Tuesday, December 30, 2014

Posey pecan: early history and current observations

Posey 2014
   During the late 1800's, a large native pecan tree growing on the east bank of the Wabash River became famous for its large nut size and thin shell. History does not record who found the original tree but local residents called the tree, "Grayville",  after the small Illinois town located across the river on the Wabash's west bank. One hundred years ago, esteemed members of the newly minted Northern Nut Growers Association decided "Grayville" was not a very marketable name for a northern pecan cultivar and choose to rename the tree,"Posey", in honor Posey County, IN.  Ironically, the original tree was actually located in Gibson County just north of the Posey county line.  Even though locals continued to call the tree Grayville for much of the early 1900's, the name Posey came into common use as the tree was propagated across the northern pecan region.
    The early 1900's was an exciting time for the naming and propagating of northern pecan cultivars. Names we know today, such as Major, Greenriver, and Posey, were first popularized back in those days. However, other cultivars from that era have largely disappeared from modern pecan orchards including; Busseron, Butterick, Hodge, Indiana, Kentucky, Niblack, and Warrick. It is interesting to me that Posey has survived so long despite some obvious flaws as a pecan cultivar. In 1925, Prof.  A.S. Colby, from the University of Illinois stated, "The Posey is said to be the easiest of the northern cultivars to crack and is of good size. It has the reputation, however, of being a shy bearer."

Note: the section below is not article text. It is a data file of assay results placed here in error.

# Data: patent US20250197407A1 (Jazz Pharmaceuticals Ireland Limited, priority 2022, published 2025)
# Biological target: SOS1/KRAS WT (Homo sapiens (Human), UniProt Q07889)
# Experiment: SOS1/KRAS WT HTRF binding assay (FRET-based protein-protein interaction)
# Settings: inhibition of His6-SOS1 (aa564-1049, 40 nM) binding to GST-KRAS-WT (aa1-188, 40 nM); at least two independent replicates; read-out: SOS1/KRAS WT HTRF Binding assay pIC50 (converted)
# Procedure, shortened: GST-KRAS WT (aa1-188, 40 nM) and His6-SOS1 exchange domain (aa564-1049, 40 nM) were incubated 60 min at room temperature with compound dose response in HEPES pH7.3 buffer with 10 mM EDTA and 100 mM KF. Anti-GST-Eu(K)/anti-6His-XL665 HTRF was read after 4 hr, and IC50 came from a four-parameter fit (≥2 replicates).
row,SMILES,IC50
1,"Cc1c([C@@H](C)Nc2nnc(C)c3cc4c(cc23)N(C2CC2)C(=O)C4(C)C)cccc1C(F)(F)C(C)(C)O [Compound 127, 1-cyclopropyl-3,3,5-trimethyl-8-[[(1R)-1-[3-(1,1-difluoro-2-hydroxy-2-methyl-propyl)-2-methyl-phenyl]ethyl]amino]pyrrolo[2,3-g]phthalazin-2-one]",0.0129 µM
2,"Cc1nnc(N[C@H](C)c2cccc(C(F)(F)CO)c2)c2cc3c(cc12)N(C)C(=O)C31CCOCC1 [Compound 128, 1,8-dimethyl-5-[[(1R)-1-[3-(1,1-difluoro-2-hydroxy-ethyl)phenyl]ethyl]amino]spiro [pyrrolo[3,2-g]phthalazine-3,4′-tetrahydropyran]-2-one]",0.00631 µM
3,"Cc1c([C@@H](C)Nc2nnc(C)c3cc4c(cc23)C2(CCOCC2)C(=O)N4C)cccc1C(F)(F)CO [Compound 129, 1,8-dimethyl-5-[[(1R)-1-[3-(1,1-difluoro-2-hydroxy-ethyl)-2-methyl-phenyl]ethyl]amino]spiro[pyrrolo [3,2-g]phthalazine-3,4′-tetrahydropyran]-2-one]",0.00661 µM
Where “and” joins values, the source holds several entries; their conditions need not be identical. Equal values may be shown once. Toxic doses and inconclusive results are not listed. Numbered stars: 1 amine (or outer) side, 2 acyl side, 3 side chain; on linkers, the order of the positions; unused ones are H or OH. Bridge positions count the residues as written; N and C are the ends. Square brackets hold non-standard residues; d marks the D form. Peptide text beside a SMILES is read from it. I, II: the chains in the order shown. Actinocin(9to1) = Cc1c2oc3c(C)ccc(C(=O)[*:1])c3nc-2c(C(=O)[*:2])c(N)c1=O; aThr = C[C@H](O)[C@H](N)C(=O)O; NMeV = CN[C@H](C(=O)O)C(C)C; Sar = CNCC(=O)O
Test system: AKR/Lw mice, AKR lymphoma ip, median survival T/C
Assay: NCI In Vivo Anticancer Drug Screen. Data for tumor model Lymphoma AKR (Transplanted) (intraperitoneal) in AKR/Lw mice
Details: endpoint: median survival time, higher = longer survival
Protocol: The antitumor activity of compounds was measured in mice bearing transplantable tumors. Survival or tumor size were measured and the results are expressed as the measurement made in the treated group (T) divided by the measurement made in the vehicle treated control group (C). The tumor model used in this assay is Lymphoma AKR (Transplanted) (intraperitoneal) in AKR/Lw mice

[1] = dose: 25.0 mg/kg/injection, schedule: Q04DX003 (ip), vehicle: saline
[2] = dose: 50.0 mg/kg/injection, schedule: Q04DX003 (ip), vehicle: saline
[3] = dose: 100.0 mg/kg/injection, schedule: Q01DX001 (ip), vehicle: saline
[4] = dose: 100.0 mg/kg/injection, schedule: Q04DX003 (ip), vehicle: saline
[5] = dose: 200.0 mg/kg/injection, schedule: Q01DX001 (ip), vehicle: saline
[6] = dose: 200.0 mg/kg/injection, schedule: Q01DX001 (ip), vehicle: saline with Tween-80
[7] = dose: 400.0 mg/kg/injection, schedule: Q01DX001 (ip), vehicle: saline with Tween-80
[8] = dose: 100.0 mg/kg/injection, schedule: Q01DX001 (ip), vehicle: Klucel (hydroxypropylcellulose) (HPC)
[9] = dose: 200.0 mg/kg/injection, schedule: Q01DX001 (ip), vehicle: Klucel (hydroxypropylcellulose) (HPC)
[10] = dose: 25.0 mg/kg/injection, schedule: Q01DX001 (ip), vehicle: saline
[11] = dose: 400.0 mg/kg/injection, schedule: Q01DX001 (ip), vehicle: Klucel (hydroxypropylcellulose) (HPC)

I have also noticed that Posey never sets a really heavy pecan crop but I think a more serious cultivar defect is that Posey produces dark colored kernels.  In the photo at left, you can see how dark this year's Posey kernels are as compared to the current season's Kanza kernels. Since dark kernel color is associated with old or rancid pecan kernels, it has become increasingly difficult to market perfectly tasty Posey nut meats to the consumer.
Posey kernels

    In 1923, former NNGA President, T.P. Littlepage, made these observations about Posey. "The parent Posey tree grows in Indiana, and I had the pleasure of naming it. That tree is a good bearer, and it is the thinnest-shelled northern-grown pecan with which I am familiar. It is a very beautiful nut, with the exception that frequently one side of the kernel will not fill out as it does on the other side. It is not defective, but simply deficient."   In the  many years of growing and shelling Posey,  I had never noticed that Posey produces kernel halves of unequal length. However, this year I took the time to carefully remove the shell from several Posey nuts. The photo above shows two examples of what I found. In every case, one half of the Posey kernel was shorter than the other. The difference was sometimes pronounced (nut at left) and at other times only slight (nut at right). Looks like Mr. Littlepage was right.

     Posey has a couple of unique characteristics that make field identification of the cultivar easy. Posey nuts are surrounded by a thick, course-textured shuck that features prominent "wings" along the suture lines (photo at left). Posey nuts have dark colored shells and a strongly flattened shape (see photo above).
    The bark of Posey trees is also distinctive.  In the photo at right, you can easily see the graft union between the seedling pecan rootstock and a Posey scion.  The seedling rootstock has furrowed bark typical for pecan trees of this diameter. In sharp contrast, the Posey top exhibits a scaly bark appearance reminiscent of a shagbark hickory.
    Posey is a unique cultivar in many ways. However, it is a cultivar that is fading, slowly being replaced by better northern cultivars.